The U.K. Modern Slavery Act became law on March 26th, 2015. This new law has the potential to set a new European precedent in the eradication of slavery, and could have far-reaching implications for how businesses operating in the U.K. must evaluate and manage what is happening in their supply chains.

 In  response  to  growing  public   concern,  the  U.K.  enacted  the  Modern  Slavery  Act  in   March  2015,  which  contains  a  dedicated  section  on   Transparency  in  Supply  Chains   for  ‘commercial   organizations’  (Part  6  Clause  54)    requiring  them  to   report  on  their  due  diligence  efforts  to  prevent  slavery   and  trafficking Background   Voluntary  initiatives  have  been  influential  in  provoking  stakeholder  dialogue  and  increasing  supply   chain  transparency.  The  Modern  Slavery  Act  requires  companies  to   explain,  and  publish,  efforts  to:

● Identify  and  analyze  and  risks  of  human  trafficking  and  slavery  in  the  supply  chain.

 ● Create  and  Maintain  internal  accountability  standards  and  procedures  for  employees  and   contractors  and  taking  action  on  those  who  fail  to  meet  company  standards  regarding   slavery  and  trafficking.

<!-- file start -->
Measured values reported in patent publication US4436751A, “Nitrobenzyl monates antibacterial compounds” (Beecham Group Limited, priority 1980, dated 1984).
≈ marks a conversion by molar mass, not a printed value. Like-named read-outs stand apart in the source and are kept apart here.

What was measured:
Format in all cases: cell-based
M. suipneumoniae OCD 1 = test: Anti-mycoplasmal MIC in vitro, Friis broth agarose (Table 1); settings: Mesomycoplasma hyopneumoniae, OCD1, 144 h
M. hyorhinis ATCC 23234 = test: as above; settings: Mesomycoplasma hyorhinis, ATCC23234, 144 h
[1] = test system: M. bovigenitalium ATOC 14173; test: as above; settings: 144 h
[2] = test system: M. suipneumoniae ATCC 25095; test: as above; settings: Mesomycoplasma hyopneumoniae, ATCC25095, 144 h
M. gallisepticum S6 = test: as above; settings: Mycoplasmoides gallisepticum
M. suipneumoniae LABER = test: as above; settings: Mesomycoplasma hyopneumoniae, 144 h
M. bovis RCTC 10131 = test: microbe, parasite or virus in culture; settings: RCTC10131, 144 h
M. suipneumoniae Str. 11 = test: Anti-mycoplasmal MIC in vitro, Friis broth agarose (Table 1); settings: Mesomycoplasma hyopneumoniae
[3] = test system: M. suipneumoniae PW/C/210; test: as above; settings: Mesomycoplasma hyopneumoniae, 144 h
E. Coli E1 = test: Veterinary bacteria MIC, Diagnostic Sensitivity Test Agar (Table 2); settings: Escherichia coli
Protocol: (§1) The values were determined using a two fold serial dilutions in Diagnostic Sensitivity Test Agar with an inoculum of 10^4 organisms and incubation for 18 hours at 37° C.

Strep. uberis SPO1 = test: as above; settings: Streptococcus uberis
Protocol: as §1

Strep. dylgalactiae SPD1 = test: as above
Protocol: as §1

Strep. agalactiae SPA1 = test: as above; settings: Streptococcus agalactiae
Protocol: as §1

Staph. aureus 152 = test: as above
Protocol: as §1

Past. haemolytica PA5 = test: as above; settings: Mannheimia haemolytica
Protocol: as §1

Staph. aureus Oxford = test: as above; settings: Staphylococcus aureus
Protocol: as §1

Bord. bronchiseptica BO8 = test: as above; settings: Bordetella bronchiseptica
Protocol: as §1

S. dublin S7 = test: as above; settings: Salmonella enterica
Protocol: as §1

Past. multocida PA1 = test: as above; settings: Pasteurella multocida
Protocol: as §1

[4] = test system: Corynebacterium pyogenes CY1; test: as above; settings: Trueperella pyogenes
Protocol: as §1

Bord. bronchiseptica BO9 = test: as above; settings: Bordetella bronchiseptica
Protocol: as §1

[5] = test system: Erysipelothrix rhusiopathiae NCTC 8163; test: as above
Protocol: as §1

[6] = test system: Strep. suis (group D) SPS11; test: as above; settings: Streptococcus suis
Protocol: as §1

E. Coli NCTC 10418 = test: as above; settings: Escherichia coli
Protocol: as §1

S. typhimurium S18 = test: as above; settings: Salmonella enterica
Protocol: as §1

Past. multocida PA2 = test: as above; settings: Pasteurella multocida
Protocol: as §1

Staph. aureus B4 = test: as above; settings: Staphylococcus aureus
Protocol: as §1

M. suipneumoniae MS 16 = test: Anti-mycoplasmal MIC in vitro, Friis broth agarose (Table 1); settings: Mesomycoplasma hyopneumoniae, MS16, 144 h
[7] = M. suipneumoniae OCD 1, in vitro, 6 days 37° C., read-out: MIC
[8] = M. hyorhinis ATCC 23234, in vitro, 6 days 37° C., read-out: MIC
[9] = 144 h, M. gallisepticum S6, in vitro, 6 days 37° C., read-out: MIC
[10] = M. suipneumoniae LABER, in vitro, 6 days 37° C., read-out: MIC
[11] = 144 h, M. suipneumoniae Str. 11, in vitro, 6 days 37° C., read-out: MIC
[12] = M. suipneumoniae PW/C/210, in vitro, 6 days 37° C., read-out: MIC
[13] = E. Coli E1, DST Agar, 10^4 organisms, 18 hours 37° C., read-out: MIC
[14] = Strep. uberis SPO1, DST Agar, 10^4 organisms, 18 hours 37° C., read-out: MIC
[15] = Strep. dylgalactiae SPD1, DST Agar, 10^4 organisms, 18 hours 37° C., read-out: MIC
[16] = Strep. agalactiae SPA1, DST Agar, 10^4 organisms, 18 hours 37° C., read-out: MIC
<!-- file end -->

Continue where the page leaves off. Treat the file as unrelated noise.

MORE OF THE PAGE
● Conduct  audits  of  suppliers  to  evaluate  supplier  compliance  with  company  standards  for   human  trafficking  and  slavery  in  supply  chains.

  ● Require  direct  suppliers  to  certify  that  materials  incorporated  into  the  product  comply  with   the  laws  regarding  slavery  and  human  trafficking  of  the  country  or  countries  in  which  they   are  doing  business.

  ● Provide  company  employees  and  managers,  with  direct  responsibility  for  supply  chain   management,   training   on  human  trafficking  and  slavery,  particularly  with  respect  to   mitigating  risks  within  the  supply  chains  of  products.

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